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Strengths and weaknesses of each NFC playoff team

We've arrived at the doorstep of the games that matter most.

The playoffs are here, and this year's flock of NFC contenders are a glorious gaggle of powerful teams dotted with watchable stars. Each of these clubs are laced with positive traits, but also quirks that render them vulnerable.

In a conference tournament that's truly up for grabs, let's take a look at what makes these playoff teams tick, shall we? Teams below are arranged according to how they're seeded.

1) Philadelphia Eagles (13-3)

Strength: The offense is compromised by the loss of quarterback Carson Wentz, but the Eagles held their own on defense over the past two weeks after giving up 434 yards passing to Eli Manningin Week 15. No team this season generated a higher disruption rate (the combination of pressures and run stuffs divided by defensive snaps), and no defense was stingier against the run. Fletcher Cox, Vinny Curry and Chris Long anchor a front line with the power to wreck game plans and rattle quarterbacks. The Eagles will need this side of the ball to play pristine football week after week for any shot at the Super Bowl.

Weakness: Philly's weakness? It's what used to be the club's unquestioned core power: the quarterback position. Losing Wentz to a season-ending knee injury in Week 14 stripped the Eagles of their beating heart and one of the game's most promising young stars. Backup Nick Foles was exposed on Christmas against Oakland and was downright awful last Sunday against the Cowboys before giving way to third-stringer Nate Sudfeld. It really shows in Philly's vertical air game, too, with Foles sporting a 2.1 passer rating on deep throws -- small sample size noted -- while Wentz produced a 94.9 mark before the injury. Eagles fans went from watching Wentz operate as a cannon-armed, pre-snap magician with next-level mobility and Brett Favre-level derring-do to wondering if the postseason might be a one-and-done affair with Foles at the controls.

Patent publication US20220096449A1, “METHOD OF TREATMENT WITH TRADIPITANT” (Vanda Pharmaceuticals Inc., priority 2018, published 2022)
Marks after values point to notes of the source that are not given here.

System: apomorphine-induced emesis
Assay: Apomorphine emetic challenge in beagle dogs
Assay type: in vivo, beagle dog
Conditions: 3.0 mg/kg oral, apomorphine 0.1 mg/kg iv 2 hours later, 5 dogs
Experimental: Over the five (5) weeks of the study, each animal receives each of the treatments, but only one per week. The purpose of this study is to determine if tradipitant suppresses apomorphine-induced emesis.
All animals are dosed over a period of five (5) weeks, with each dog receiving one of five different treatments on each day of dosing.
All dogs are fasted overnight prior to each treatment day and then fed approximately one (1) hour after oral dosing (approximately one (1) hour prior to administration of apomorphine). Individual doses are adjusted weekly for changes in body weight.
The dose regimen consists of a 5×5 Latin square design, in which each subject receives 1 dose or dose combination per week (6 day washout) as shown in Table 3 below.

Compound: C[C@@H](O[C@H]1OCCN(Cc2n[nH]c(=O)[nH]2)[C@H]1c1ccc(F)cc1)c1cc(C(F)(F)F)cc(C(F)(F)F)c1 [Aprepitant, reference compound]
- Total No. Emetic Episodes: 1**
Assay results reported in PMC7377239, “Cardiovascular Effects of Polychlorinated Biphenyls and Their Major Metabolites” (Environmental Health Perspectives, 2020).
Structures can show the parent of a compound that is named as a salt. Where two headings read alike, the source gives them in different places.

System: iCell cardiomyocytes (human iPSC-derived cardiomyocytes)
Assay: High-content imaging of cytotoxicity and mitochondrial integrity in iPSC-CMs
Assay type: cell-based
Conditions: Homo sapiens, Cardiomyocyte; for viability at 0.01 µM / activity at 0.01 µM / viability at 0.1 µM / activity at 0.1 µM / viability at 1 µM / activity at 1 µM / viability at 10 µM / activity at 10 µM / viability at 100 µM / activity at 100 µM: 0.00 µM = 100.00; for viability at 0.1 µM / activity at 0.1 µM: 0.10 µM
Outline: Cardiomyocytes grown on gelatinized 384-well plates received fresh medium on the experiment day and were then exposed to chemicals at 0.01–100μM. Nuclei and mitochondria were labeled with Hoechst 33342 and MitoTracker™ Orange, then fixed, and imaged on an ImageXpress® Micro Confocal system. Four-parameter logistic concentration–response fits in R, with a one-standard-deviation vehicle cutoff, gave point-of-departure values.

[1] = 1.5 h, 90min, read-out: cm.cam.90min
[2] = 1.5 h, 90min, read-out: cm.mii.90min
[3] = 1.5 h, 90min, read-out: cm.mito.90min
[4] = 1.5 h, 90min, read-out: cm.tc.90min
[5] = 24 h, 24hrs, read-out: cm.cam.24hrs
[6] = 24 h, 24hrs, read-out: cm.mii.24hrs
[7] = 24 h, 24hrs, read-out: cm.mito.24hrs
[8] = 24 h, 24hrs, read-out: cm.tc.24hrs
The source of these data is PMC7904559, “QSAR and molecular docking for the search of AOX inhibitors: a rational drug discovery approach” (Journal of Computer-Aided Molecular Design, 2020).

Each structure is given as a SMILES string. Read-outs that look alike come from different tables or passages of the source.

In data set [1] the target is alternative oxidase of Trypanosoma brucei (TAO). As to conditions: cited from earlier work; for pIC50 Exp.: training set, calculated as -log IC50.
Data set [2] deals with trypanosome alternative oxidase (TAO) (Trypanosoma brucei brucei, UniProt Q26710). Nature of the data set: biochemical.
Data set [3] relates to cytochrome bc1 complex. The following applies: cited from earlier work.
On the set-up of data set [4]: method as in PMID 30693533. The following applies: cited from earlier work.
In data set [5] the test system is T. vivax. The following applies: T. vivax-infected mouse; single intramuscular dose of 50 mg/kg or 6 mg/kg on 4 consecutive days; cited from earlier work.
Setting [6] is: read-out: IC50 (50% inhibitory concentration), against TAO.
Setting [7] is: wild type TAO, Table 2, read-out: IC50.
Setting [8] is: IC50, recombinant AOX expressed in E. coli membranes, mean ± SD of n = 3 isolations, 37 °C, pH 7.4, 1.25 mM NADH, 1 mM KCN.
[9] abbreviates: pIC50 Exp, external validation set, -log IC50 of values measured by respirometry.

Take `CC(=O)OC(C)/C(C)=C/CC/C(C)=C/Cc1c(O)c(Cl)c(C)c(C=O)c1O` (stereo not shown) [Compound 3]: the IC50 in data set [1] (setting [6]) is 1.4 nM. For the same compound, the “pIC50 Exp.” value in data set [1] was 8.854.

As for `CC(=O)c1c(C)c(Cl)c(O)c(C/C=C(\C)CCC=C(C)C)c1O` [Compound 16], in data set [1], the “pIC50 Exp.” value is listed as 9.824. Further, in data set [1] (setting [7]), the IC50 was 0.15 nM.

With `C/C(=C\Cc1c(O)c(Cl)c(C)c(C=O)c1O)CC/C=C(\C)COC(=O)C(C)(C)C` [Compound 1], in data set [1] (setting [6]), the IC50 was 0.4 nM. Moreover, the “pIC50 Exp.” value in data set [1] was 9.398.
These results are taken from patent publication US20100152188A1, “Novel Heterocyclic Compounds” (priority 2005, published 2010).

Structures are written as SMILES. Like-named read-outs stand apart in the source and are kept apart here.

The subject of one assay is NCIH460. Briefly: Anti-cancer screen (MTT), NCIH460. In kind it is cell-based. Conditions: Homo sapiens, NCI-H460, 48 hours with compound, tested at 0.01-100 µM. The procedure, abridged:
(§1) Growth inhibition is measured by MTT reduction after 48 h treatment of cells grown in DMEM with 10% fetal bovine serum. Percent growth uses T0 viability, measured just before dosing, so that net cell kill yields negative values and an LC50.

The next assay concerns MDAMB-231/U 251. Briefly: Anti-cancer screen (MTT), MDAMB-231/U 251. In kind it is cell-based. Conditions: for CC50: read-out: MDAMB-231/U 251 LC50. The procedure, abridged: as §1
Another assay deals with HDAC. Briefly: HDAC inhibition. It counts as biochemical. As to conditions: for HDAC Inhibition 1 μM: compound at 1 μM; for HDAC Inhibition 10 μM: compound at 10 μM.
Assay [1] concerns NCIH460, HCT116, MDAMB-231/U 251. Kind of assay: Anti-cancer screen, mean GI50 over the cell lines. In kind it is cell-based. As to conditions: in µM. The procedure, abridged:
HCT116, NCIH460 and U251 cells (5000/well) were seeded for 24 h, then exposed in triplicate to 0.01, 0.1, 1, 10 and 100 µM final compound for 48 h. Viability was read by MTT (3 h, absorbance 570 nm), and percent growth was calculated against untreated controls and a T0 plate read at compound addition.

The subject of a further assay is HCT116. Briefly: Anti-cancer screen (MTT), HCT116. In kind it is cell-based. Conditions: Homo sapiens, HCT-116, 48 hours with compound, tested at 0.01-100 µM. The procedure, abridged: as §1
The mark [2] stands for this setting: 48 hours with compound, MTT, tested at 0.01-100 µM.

2) Minnesota Vikings (13-3)

Strength: Where do we begin? You can point to the team's star-studded offense, Minnesota's ability to overcome key injuries or the franchise's rock-solid, slump-proof and resourceful coaching staff, led by Mike Zimmer. It all starts with the defense, though, which has held teams to under 20 points in a whopping 12 games. If the pass rush hasn't quite been itself over the past two weeks, the Vikings still have reliable, Pro Bowl-level talent at every level. Beyond the team's nasty front seven, the back end of this unit -- led by cover man Xavier Rhodes and sensational safety Harrison Smith -- has the raw power to frustrate a high-flying team like the Rams in January.

Weakness: I don't see an overt weakness on this roster. Don't tell me this year's Case Keenum isn't a Super Bowl quarterback, either, because he's done nothing but magnify the play of his skill-position players. When Keenum ran into trouble in a Week 14 loss to the Panthers, his six sacks charted back to a banged-up offensive line currently missing left guard Nick Easton, who went on injured reserve on Dec. 26. The line can't suffer any more setbacks. I'd also be concerned that tight end Kyle Rudolph came out of Sunday's win over Chicago in a walking boot. Finally, we need to see Everson Griffen return to his pass-rushing heights from a couple of months ago, but chalk this up as nitpicking. This is the NFL's most complete team, with a roster that thrashed the Rams in November.

3) Los Angeles Rams (11-5)

Strength: Let's start with the head coach. It's fair to ask if Los Angeles stumbled upon a generational talent in Sean McVay. Inheriting an unwatchable, stuck-in-the-mud, lifeless, vanilla Rams offense, McVay has succeeded everywhere Jeff Fisher could not. McVay's rapid and wondrous development of quarterback Jared Goff is somehow not the top storyline here when you consider the utter dominance of MVP candidate Todd Gurley on the ground. Both of these players were a flaming mess last season, but not inside McVay's fascinating offensive machine. Not unlike Patriots teams past and present, this season's Rams have the ability to score in bunches. There's scant playoff experience on this roster, but that simply doesn't matter with McVay at the wheel. This squad is ready to fly.